Do You Follow OSHA Safety Log Regulations?

PROs with 10 employees or more are required to complete federal safety logs and post the results every February

Do You Follow OSHA Safety Log Regulations?

Jeff and Terri Wigley

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Question: Could you please provide some clarity around the OSHA 300 (Occupational Safety and Health Administration) Safety Log process? I have heard bits and pieces about the process and have never really understood the purpose or the requirements.

Answer: This is a very timely topic. The bottom line is that all portable restroom companies with more than 10 employees are to complete and post the OSHA 300A Log for the previous year in a visible location in the office from Feb. 1 to April 30 each year. Is your log posted now as your read this February column?

We hope this is not a surprise to most PROs. If this is “new news,” please continue to read and we will do our best to describe the program and to simplify these rather complex procedures.

What is this OSHA program?

The OSHA Form 300 Log is a federal requirement designed to report safety in the workplace. In 2002, OSHA established the current posting dates for Form 300A in the workplace. This form along with Form 300 and 301 compose this program.

What are the required forms?

• OSHA Form 300 is entitled “Log of Work-Related Injuries and Illnesses.” This document lists each job-related injury by employee name, job title, where the injury or illness occurred, description of the injury or fatality, and total days away from work. This listing is maintained in a file, and the records are to be kept for a minimum of five years. Our recommendation is to retain all of these files for a longer period of time and to store them with the company’s personnel records.

• OSHA Form 300A is entitled “Summary of Work-Related Injuries and Illnesses.” This is the form that must be posted annually. This document provides only three areas of summary information, which protects individual confidentiality. The first section summarizes the number of cases from the previous year, total number of cases with days away from work and total number of cases with job transfer or restriction. The second section provides a total number of days away from work for all cases, as well as total number of days of job transfer or restriction. The final section provides summary-only information concerning types of injury and illness types. If the company has no incidents, “zero” must be recorded and the summary form is still to be posted for the required three-month period.

• OSHA Form 301 is entitled “Injury and Illness Incident Report.” This provides the details of each incident, the employee involved, the diagnosis, physician(s) involved, hospitalization details (if applicable) and all other pertinent information concerning the incident.


How does one obtain these forms?

The OSHA website is www.osha.gov. All three forms may be downloaded from this site, and questions and answers can be accessed. 

What is reported to OSHA and when?

Effective in 2015, the following timelines must be observed:

• Work-related fatalities must be reported to OSHA within eight hours.

• Work-related hospitalizations must be reported within 24 hours.

• Work-related amputations, loss of an eye or other serious injury must be reported to OSHA within 24 hours.

Is there an electronic reporting requirement for Form 300A?

Yes. Two categories of companies must electronically report to OSHA: Companies with 250 or more employees, and companies with certain NAICS (North American Industry Classification System) codes with more than 20 and less than 250 employees are to electronically submit their reports on a designated annual schedule. Our research revealed that NAICS Code 5621 – Waste Collection – is one of the designated categories, but our specific NAICS Code 562991 – Septic Tank and Related Services – is not. We mention this only for PROs who may have other types of businesses in the Waste Collection industry.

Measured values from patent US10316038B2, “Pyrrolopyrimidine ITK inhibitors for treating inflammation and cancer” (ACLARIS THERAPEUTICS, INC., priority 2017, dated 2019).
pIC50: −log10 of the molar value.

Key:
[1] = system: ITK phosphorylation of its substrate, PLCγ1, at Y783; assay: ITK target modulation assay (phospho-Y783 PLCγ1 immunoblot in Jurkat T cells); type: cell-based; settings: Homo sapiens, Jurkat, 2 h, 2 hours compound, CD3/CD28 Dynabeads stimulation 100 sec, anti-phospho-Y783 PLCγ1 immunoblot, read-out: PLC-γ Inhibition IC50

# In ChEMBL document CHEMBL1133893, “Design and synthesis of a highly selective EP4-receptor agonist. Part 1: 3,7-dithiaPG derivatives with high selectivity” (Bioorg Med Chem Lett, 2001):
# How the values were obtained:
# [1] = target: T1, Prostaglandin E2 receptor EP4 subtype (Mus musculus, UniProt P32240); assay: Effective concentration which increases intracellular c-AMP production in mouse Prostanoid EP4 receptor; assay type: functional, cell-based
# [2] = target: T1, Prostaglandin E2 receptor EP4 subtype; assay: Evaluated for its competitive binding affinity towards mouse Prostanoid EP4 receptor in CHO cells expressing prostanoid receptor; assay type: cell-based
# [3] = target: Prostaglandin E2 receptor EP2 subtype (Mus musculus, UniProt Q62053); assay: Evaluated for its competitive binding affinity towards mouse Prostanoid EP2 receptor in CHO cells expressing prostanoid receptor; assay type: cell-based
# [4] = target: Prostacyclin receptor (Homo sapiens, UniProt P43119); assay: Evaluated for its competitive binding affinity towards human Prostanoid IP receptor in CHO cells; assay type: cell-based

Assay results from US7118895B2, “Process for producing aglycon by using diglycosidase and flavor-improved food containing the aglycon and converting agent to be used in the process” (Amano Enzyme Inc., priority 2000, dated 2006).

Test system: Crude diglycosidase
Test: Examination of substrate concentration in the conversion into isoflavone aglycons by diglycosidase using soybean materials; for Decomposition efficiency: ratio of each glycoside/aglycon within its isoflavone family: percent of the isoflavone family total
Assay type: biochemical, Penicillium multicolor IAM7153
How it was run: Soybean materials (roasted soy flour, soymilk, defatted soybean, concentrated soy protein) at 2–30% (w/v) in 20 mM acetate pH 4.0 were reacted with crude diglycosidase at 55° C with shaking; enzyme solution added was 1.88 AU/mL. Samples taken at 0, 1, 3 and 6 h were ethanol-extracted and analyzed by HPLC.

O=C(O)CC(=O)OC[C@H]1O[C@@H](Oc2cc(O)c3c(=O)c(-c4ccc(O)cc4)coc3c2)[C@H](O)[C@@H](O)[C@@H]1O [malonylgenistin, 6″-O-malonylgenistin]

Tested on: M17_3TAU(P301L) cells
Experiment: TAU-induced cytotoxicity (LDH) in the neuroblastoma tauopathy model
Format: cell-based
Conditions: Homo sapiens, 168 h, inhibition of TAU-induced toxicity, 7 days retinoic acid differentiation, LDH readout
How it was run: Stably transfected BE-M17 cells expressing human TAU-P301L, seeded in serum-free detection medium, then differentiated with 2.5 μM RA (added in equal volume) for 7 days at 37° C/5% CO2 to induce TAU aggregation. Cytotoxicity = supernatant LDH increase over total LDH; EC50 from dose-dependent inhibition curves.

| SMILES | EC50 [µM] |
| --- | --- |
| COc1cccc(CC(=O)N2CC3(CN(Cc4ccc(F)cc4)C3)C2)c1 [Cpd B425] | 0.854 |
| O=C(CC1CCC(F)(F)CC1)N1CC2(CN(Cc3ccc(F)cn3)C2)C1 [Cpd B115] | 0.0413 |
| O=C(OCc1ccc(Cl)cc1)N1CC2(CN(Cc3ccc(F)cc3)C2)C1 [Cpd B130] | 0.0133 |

Are there penalties for not maintaining an OSHA 300A Log?

Yes. In the event of an OSHA inspection, failure to maintain and present the 300A Log can result in a fine of up to $8,000 for each year of violation. 

What are the most common mistakes when completing the OSHA Log?

According to OSHA, the top five errors are:

• Assuming that light duty is not a work restriction

• Dismissing the employee statement as not accurate or not usable as a reference

• Failing to report the injury because the employee did not report it in a timely manner

• Failing to record medical treatment

• Forgetting to keep track of lost workdays during lengthy, long-term treatments

What are the benefits of this program?

Safety is one of the cornerstones of a successful company. The OSHA Safety Reporting Program allows PROs to monitor safety in the workplace, identify possible safety issues and create an atmosphere where safety and safe working conditions are paramount in importance.

Are there programs to voluntarily become involved with OSHA in order to further improve safety?

OSHA does make programs available to businesses that would like to work cooperatively with the agency to help prevent accidents and injuries in the workplace. Please consult your local OSHA office about these opportunities. Finally, some states have OSHA-approved State Plans where cooperative assistance is also available.

FINAL THOUGHTS

OSHA and its rules and regulations are the ultimate arbiter of this program. Please consult the OSHA website for specific questions or concerns. In addition, if you would like to share any further information about this rather complex topic or to add your own experiences about OSHA Safety Reporting, please let us know and we will include the information in a future column.

If you haven’t already, get those 300A Logs posted now!



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